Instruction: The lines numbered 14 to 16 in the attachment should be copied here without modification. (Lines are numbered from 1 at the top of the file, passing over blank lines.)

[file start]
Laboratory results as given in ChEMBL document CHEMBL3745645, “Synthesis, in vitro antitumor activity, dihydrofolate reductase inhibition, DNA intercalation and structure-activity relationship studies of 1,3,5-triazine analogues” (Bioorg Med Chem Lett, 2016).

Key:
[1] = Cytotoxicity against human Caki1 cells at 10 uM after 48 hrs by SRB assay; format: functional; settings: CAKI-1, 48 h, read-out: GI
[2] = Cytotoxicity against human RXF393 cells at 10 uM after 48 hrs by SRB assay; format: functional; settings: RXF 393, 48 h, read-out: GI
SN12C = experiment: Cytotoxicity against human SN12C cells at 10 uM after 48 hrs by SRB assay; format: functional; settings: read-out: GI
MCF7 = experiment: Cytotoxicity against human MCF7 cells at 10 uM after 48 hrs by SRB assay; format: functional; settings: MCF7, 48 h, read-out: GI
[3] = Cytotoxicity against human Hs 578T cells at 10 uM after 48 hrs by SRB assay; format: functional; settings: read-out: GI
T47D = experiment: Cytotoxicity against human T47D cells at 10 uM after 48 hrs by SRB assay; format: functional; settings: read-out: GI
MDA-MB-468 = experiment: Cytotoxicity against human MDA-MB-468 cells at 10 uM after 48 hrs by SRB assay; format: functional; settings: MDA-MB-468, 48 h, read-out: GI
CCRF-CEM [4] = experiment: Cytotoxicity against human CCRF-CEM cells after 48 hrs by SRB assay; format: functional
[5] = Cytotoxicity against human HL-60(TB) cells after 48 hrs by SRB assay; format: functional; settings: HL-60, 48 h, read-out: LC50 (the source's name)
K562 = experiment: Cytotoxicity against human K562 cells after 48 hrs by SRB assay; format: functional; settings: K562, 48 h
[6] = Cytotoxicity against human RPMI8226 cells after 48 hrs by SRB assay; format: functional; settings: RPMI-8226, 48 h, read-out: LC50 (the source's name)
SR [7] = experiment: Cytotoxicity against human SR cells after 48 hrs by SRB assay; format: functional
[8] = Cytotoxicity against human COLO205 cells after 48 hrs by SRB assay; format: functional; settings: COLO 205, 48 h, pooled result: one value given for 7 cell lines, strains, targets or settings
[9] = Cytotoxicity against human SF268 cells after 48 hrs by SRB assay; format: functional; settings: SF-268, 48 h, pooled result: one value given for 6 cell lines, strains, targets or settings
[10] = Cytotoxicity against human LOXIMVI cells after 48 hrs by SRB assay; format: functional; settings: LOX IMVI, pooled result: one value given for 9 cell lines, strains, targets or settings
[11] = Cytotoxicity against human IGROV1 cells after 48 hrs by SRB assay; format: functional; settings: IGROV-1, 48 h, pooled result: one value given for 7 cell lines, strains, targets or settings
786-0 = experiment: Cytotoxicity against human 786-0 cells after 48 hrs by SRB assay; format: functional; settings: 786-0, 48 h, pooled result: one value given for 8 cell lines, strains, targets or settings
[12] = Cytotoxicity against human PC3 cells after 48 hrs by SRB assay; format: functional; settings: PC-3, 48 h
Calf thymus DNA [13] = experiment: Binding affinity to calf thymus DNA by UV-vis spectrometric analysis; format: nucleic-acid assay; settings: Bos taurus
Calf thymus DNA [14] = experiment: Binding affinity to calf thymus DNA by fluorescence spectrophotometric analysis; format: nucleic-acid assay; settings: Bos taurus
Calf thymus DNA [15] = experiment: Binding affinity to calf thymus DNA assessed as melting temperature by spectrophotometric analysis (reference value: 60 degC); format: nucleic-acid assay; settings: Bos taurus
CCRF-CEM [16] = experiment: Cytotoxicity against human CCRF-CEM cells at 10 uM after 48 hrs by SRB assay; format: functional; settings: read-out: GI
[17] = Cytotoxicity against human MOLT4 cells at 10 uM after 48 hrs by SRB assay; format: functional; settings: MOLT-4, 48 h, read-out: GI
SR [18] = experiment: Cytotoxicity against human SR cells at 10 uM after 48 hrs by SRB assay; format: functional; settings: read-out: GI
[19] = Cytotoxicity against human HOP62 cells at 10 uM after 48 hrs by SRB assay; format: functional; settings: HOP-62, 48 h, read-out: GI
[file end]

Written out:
SR [7] = experiment: Cytotoxicity against human SR cells after 48 hrs by SRB assay; format: functional
[8] = Cytotoxicity against human COLO205 cells after 48 hrs by SRB assay; format: functional; settings: COLO 205, 48 h, pooled result: one value given for 7 cell lines, strains, targets or settings
[9] = Cytotoxicity against human SF268 cells after 48 hrs by SRB assay; format: functional; settings: SF-268, 48 h, pooled result: one value given for 6 cell lines, strains, targets or settings